Alexander Scott Arredondo was born at the Brigham and Women’s Hospital, in Boston MA, on 5 August 1984. All who knew Alex, loved him. And, he loved everyone. Alex’s final email to his father, Carlos, and step mother, Melida, sent just a few days before his demise simply stated, "Tell everyone I love them."
Anyone who saw Alex and his kid brother, Brian, usually saw one on their Dad’s shoulders and the other waiting for his turn. The three smiling faces could make the sun shine on a rainy day.
It was during a second tour of duty in Operation Iraqi Freedom that Carlos Arredondo learned that his son Lcpl. Alexander Arredondo, USMC, had been killed in action on August 25, 2004. Which, also, was Carlos 44th birthday.
Working, at the time, as a handyman in Florida, overcome with anquish and grief, Carlos smashed the window of the Marine van, got inside and doused it with gasoline and then set himself on fire.
Since his son's death -- and while recovering from second degree burns over a quarter of his body -- Carlos, with the support of his wife, Melida, has devoted his time to an almost obsessive mission to keeping his son's memory alive.
Having launched the People United for Peace website, Carlos drives a pick up truck with a coffin in the back and a "my son was killed in action" sign." Arredondo also help other families as a member of the Gold Star Family Project.
Born in Costa Rica, Carlos Arredondo was become an American citizen on 12 December 2006.
I first encountered Carlos Arredondo on Thursday afternoon during my second visit, in as many days, to the Encampment to Stop the War in Washington DC, which was when I took notice of the Camp Alex tent. Observing a man, meticulously, arranging photographs and other such artifacts around the tent, I inquired if it was his.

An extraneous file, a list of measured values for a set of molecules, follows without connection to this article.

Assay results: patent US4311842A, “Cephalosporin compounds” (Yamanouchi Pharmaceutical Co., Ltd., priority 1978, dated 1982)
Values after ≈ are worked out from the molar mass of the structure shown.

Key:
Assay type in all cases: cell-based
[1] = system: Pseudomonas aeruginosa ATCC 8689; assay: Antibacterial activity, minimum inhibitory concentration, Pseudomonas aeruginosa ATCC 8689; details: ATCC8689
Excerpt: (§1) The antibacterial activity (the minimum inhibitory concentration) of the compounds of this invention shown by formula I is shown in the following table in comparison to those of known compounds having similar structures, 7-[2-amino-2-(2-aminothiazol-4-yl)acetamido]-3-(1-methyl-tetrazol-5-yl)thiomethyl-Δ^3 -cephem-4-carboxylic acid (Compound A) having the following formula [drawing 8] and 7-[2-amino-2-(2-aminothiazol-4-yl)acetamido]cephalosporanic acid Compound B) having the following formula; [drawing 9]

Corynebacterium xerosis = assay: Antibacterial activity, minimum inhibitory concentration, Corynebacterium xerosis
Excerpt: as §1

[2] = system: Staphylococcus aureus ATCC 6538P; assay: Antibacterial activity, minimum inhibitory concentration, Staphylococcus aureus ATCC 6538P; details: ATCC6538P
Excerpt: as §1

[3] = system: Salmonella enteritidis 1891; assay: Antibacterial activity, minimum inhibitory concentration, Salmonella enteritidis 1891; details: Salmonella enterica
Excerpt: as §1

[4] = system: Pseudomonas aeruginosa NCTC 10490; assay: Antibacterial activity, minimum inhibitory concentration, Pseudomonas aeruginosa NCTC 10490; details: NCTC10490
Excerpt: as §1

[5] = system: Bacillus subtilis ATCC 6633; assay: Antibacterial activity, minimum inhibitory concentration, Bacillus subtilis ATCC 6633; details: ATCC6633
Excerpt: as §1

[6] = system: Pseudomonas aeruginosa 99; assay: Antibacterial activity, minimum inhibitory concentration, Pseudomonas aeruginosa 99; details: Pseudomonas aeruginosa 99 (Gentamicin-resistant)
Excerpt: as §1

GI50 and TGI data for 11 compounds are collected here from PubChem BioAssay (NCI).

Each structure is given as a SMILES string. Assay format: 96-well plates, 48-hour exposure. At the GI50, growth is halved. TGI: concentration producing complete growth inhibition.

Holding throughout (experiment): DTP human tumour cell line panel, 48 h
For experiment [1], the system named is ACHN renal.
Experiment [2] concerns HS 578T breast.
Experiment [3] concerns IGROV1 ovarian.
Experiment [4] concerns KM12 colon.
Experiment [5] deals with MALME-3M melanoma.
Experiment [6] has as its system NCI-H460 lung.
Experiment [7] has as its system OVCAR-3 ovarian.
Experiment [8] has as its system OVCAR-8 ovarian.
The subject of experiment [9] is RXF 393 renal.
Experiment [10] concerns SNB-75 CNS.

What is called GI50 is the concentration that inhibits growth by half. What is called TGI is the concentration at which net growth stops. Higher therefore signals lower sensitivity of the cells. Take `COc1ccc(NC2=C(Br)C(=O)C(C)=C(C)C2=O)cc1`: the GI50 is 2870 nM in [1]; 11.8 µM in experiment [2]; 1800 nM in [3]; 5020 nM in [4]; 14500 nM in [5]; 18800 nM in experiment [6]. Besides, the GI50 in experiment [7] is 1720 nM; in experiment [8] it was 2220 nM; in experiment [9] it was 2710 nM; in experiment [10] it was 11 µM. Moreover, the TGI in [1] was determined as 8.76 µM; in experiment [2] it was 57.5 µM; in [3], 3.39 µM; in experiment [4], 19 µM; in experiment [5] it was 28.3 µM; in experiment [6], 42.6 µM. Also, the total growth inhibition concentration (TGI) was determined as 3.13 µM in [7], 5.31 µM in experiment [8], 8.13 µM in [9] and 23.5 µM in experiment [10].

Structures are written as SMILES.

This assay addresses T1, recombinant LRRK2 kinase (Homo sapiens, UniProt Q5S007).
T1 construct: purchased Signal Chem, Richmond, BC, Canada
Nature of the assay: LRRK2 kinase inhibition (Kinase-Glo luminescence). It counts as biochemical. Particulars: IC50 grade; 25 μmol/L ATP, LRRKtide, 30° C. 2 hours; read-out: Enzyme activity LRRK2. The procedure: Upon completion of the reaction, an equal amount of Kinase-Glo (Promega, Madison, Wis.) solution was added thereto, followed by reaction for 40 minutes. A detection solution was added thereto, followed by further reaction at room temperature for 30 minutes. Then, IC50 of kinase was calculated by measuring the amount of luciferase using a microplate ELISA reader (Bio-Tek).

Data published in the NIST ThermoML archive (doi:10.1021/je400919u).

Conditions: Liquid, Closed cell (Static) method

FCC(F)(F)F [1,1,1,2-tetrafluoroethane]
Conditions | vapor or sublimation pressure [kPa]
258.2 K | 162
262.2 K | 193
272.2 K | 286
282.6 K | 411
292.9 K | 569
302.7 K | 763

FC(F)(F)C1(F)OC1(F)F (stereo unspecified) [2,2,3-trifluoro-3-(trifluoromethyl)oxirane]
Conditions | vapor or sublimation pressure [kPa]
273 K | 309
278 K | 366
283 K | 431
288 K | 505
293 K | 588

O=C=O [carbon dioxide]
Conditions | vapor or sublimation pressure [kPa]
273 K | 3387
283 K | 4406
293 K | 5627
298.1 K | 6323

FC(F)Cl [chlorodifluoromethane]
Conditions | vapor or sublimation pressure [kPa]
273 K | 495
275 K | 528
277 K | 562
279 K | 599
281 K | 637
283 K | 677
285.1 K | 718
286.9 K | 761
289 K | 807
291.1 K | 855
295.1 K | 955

He said yes. When I asked how would I learn more about him and his project he suggested that I first take a look at his truck, with the coffin in back, and then return if I had any questions.
After taking a series of photos of the coffin in the back of the pick up truck I returned and asked a few questions. Saying that I saw two sets of boots - one black and the other brown, I asked what was the significance of each. He said the brown boots were Alex's boots during boot camp and the black ones had been his combat boots.
When asked if he had a website, Carlos responded People United for Peace which was founded by he and his wife, Melida, not only as a tribute Alex and his buddies but whose mission also includes:
* Sharing the knowledge that we have gained through pain and loss in order to assist others in not losing their loved one to war.
* Sharing knowledge on immigration and how non-documented workers are purposefully recruited by both US corporations and the US military
* Uniting families to end violence: Gold Star families (lost family member to war), Blue Star families (have family member at war), families who have lost a lost a loved one or had a loved one injured by street violence and the families of those incarcerated
* Sharing our experiences with elected officials and other policy makers globally
I would, again, encounter Carlos on the GW Memorial Bridge during Saturday's March on the Pentagon. During which time I would take a series of photos of him pulling his son's coffin while in the process of several interviews. Unfortunately, I accidently delated an entire series of photos that I thought I had downloaded to my portable hard drive but did not realize until after I had subsequently deleted those particular photos that, due to cold weather, the hard drive battery had expired and therefore the download did not take place.
So, a large number of images taken of the March across the GW Bridge were deleted, including those of Carlos Arredondo escorting his son's coffin.
My hope was to submit the images of Carlos marching across the GW Bridge onto the Pentagon with his son's coffin to Rosie O'Donnell's March 17 Rally Photos flickr group along with a brief write-up suggesting that she arrange for an interview of Carlos and Melida Arredondo on The View.
However, I believe my Carlos Arredondo's undying tribute to son Cpl Alex Arredondo photoset in conjunction with information posted to People United for Peace will more than suffice.
While Alex's "coffin" may symbolize undying love for his son, Camp Alex represents a undying tribute not only to Alex and his buddies but to all US soilders of the US led war Iraq.